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The Globe and Mail

Noted U.S. investor Leon Cooperman accused of insider trading

This Friday, June 19, 2015, photo shows the U.S. Securities and Exchange Commission building, in Washington. On Wednesday, Sept. 21, 2016, the SEC announced civil insider-trading charges against high-profile hedge fund manager Leon Cooperman and his firm, Omega Advisors. Cooperman is accused of illegally trading on confidential information he learned from a company executive.

Andrew Harnik/AP

Famed investor Leon Cooperman was accused of insider trading by U.S. regulators in the government's biggest case against a hedge fund manager since its crackdown on SAC Capital Advisors.

The Securities and Exchange Commission said Mr. Cooperman used his status as one of Atlas Pipeline Partners' largest shareholders to gain access to confidential information from a company executive, according to a statement released Wednesday by the regulator.

He earned substantial illicit profits by buying securities in Atlas before the sale of a company asset in 2010, which caused shares to jump 31 per cent, the SEC said.

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"We allege that hedge fund manager Mr. Cooperman, who as a large APL shareholder obtained access to confidential corporate information, abused that access by trading on this information," Andrew Ceresney, head of SEC's division of enforcement, said in a statement.

Mr. Cooperman said in a letter Wednesday to investors he strongly disagreed with the SEC's allegations and that the firm hasn't engaged in any unlawful conduct. He was planning to hold a conference call with investors later in the day.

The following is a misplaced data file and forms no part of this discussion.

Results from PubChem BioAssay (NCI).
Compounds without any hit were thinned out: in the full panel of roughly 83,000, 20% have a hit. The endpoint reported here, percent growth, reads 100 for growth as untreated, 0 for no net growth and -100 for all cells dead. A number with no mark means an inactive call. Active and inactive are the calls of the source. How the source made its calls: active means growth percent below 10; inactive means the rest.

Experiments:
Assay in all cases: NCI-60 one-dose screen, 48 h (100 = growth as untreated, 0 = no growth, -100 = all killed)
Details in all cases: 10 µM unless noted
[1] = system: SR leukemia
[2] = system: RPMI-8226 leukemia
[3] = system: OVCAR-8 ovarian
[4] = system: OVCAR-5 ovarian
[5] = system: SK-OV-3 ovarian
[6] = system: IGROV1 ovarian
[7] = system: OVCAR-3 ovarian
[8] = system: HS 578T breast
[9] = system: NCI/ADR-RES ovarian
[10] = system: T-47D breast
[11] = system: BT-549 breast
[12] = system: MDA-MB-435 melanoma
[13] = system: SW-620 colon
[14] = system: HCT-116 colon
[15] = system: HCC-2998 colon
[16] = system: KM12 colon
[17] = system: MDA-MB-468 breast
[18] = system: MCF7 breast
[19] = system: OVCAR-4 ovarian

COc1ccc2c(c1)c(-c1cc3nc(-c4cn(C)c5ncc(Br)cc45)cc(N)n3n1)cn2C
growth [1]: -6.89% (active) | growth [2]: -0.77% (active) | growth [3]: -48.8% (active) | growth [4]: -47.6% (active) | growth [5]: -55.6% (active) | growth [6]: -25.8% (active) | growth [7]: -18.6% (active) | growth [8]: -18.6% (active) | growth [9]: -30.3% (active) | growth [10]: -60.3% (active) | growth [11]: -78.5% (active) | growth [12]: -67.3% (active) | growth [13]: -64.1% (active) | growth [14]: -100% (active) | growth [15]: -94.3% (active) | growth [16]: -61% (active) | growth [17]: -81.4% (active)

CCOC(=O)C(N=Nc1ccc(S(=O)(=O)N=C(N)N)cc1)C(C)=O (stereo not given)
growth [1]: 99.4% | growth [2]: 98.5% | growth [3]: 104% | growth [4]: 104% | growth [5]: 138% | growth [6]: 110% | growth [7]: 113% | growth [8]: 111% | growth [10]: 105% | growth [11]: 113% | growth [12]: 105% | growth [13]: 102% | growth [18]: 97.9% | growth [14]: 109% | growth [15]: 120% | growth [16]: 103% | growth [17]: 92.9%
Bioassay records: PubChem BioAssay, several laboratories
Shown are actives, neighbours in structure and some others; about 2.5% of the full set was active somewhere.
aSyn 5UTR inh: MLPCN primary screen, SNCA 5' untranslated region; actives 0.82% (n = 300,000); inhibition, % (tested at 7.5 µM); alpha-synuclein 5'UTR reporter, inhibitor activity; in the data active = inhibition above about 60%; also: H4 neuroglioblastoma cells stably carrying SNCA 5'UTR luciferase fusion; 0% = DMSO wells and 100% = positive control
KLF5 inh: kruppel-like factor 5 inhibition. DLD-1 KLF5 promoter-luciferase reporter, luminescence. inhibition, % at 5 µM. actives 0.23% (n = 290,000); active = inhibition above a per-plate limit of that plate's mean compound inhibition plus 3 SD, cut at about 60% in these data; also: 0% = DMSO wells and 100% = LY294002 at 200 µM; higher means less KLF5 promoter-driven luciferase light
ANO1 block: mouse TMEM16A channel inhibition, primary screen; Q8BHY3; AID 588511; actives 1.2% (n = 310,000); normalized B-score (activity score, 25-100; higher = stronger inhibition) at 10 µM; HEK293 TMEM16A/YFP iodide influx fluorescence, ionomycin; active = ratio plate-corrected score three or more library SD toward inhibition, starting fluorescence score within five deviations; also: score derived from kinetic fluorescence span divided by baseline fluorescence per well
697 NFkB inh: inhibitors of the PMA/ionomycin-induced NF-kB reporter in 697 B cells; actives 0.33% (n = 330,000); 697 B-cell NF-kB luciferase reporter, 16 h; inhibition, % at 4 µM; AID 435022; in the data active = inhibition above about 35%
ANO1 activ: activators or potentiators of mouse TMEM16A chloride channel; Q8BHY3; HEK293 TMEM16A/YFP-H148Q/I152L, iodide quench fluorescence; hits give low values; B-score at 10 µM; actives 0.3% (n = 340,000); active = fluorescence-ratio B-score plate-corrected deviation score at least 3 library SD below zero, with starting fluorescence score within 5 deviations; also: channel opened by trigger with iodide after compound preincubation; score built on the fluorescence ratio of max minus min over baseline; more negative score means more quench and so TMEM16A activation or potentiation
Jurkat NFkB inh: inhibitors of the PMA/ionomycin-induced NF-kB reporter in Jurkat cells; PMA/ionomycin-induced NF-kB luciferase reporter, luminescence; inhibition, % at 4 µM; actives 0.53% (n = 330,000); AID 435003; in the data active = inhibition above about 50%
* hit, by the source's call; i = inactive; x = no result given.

When Omega Advisors received a subpoena about trading in Atlas, Mr. Cooperman contacted the Atlas company executive and told him to try to fabricate a story, according to the SEC. The executive was shocked and angered when he learned that Mr. Cooperman had traded in advance of Atlas's announcement, the regulator said.

The SEC's complaint seeks disgorgement of ill-gotten gains plus interest, penalties and permanent injunctions against Mr. Cooperman, 73, and Omega Advisors, as well as a permanent ban against the hedge fund manager.

Mr. Cooperman told clients in a letter dated March 21 that he and his firm received a Wells notice regarding an investment in a single issuer that it had since 2007, according to a person familiar with the matter at the time.

Mr. Cooperman later told CNBC that the probe centred on trading of Atlas, a midstream operator that ran networks in Oklahoma, southern Kansas, Texas and Tennessee before merging with a Targa Resources Partners LP unit more than a year ago.

The hedge fund manager first established a stake in Atlas Pipeline in the fourth quarter of 2007, according to SEC filings. The position increased substantially in late 2010 and again in late 2013, according to data compiled by Bloomberg. Omega also showed a stake in Targa after it bought Atlas last year.

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Mr. Cooperman's firm, with $5.4-billion (U.S.) in assets under management as of Aug. 31, is among the oldest in the hedge fund industry. He's built a reputation as a stock picker over almost half a century by scrutinizing undervalued companies and asking management tough questions. He previously headed Goldman Sachs Asset Management and worked at the Wall Street firm for 25 years before leaving in 1991.

Stocks in which Omega owns a substantial portion of shares outstanding, including First Data Corp., Altisource Portfolio Solutions SA, HRG Group Inc. and Navient Corp., fell when news of the allegations against Mr. Cooperman were announced.

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